The Centre for Trade Policy and Development (CTPD) has released a statement on the economic outlook for 2023, highlighting the challenges and risks faced by the Zambian economy in light of the ongoing global uncertainty. The statement, issued by Mr. Boyd Muleya, Head of Research at CTPD, emphasizes the need for efficient government communication and proactive measures to mitigate the risks and achieve stability in the coming year.
“The year 2022 was eventful but with uncertainties caused by the continuing Russia/Ukraine war, the COVID 19 pandemic and subsequent global food and energy crisis, global inflation, and its corresponding policy rate hikes,” says Mr. Muleya. “Further, slow growth in the US, China, UK, and the Euro zone, resulted in adjustments to growth predictions in advanced countries, emerging markets, and developing economies. 2022 reminded the world of the melancholy of stagflation of the 1970s when inflation was high and growth was slowing down, with possibilities of a recession.”
Despite these challenges, the statement notes that the Zambian government had managed to maintain stability in the Kwacha and inflation, and recorded a marginal reduction in interest rates and unemployment. However, the CTPD highlights several areas of concern, including the protracted debt restructuring process, delays in the implementation of the Farmer Input Support Program (FISP), and low absorption rates of the Constituency Development Fund (CDF) and Citizen Economic Empowerment Commission (CEEC) funds.
“The 2023 economic outlook is subject to several risks,” warns Mr. Muleya. “These include: the government needs to develop an efficient communication system to help citizens better manage their expectations, particularly when it comes to adjusting to various reform fatigue (cost-reflective energy rates, load shedding, multiyear tariff frameworks etc.), considering the high cost of living and that of doing business. Government must rely on forecasts and predictions to manage expectations in the various sectors like energy.”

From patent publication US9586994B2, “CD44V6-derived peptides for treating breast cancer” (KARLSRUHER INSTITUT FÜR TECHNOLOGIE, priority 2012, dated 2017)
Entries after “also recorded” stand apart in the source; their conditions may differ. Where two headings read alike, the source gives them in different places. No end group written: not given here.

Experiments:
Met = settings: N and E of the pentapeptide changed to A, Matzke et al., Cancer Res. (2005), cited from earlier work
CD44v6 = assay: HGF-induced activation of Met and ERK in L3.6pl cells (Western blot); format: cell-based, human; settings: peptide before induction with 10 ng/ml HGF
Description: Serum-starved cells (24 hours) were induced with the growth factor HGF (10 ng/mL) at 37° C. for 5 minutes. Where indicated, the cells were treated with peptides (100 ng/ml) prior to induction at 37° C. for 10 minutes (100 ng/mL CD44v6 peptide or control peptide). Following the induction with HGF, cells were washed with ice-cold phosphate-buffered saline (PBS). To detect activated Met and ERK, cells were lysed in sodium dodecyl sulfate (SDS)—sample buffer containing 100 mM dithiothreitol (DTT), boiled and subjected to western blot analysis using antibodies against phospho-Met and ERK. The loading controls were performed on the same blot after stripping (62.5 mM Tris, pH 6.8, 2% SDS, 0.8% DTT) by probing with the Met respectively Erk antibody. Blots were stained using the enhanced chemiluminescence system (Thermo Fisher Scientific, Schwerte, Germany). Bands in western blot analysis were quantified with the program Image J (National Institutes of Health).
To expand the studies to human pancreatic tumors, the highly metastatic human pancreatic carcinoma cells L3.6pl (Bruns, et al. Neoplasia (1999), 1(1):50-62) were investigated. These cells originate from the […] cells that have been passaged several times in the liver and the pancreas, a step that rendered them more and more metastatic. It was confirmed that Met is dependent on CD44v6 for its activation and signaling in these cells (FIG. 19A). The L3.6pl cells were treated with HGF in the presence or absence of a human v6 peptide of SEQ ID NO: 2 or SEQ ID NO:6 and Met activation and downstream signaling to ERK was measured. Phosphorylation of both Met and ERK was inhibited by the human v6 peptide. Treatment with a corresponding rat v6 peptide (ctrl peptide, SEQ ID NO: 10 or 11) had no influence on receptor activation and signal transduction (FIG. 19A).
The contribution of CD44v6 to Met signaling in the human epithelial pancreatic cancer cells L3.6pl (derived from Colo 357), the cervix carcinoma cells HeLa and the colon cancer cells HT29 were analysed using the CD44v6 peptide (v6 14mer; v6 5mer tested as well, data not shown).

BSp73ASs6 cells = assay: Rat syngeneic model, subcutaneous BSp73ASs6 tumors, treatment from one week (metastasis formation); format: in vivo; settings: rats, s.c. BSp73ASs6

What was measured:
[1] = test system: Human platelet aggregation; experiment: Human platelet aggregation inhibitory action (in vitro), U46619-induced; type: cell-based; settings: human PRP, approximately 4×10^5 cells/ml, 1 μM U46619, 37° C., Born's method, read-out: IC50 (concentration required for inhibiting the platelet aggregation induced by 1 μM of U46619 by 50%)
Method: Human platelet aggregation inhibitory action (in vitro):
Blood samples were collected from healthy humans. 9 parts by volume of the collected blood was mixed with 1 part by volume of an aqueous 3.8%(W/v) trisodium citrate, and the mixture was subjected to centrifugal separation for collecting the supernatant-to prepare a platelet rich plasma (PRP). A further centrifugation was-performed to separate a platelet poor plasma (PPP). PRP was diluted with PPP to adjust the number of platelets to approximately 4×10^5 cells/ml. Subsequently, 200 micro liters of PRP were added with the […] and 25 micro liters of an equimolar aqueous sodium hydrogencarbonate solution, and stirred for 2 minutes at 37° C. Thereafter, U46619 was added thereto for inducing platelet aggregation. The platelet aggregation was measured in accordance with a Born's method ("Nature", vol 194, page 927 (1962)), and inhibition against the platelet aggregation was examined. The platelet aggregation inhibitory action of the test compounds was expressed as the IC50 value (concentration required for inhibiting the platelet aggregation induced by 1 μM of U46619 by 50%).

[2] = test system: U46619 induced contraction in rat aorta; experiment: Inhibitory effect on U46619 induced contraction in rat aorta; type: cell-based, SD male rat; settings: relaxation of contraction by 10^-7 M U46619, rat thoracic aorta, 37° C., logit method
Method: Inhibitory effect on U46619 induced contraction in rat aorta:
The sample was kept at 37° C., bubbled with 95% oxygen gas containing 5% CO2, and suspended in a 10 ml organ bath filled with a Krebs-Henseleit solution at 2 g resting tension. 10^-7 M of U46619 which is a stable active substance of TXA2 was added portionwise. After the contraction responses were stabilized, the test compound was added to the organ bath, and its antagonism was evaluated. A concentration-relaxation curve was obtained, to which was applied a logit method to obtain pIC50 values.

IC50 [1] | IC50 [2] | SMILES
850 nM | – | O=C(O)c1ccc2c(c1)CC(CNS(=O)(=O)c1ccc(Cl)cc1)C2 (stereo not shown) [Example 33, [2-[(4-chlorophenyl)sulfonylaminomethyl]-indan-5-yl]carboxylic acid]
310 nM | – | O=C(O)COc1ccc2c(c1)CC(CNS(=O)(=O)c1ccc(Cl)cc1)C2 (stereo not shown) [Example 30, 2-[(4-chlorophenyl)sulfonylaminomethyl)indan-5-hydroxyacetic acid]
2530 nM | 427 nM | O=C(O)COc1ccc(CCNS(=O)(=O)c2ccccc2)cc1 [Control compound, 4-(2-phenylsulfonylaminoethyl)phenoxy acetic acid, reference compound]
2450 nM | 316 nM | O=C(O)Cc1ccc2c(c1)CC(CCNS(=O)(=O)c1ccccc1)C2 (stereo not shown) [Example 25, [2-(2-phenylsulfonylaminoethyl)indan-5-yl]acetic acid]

Mr. Muleya also calls attention to the impact of global fertilizer shortages, climate change, the ongoing Russia/Ukraine conflict, and the resurgence of highly vaccine evasive COVID-19 strains on food and energy prices, as well as potential risks to government revenue, currency rates, and inflation. “Government should focus on import substitution on various imports like agricultural inputs to lower local prices,” he advises.
The statement also notes the potential for flash floods and late implementation of the FISP in 2022 to lower yields and endanger food security, as well as the uncertain feasibility of restoring macroeconomic stability through debt and fiscal sustainability in 2023. “The government must accelerate negotiations with various creditors to expedite the process,” says Mr. Muleya.
Despite a projected real GDP growth rate of 4 percent in 2023, the CTPD also cautions that inflation is expected to remain relatively stable but will face risks due to global upside inflationary pressures, possible COVID-19 resurgences, low yields due to delays in the distribution of agricultural inputs, and an increase in aggregate demand if efficiency on CDF and CEEC funds improves. “Consequently, inflation might not recede into the target band of 6-8 percent by the end of 2023,” warns Mr. Muleya. “Government should ensure that productivity capacity, operational efficiency and effectiveness is prioritized across all functions.”
In conclusion, the CTPD stresses the need for proactive measures to mitigate the identified risks and achieve stability in the coming year. “The government must focus on import substitution, drawing up predictable plans for procurement and distribution of farming inputs, expediting debt restructuring negotiations, and prioritizing productivity, efficiency, and effectiveness across all functions,” says Mr. Muleya.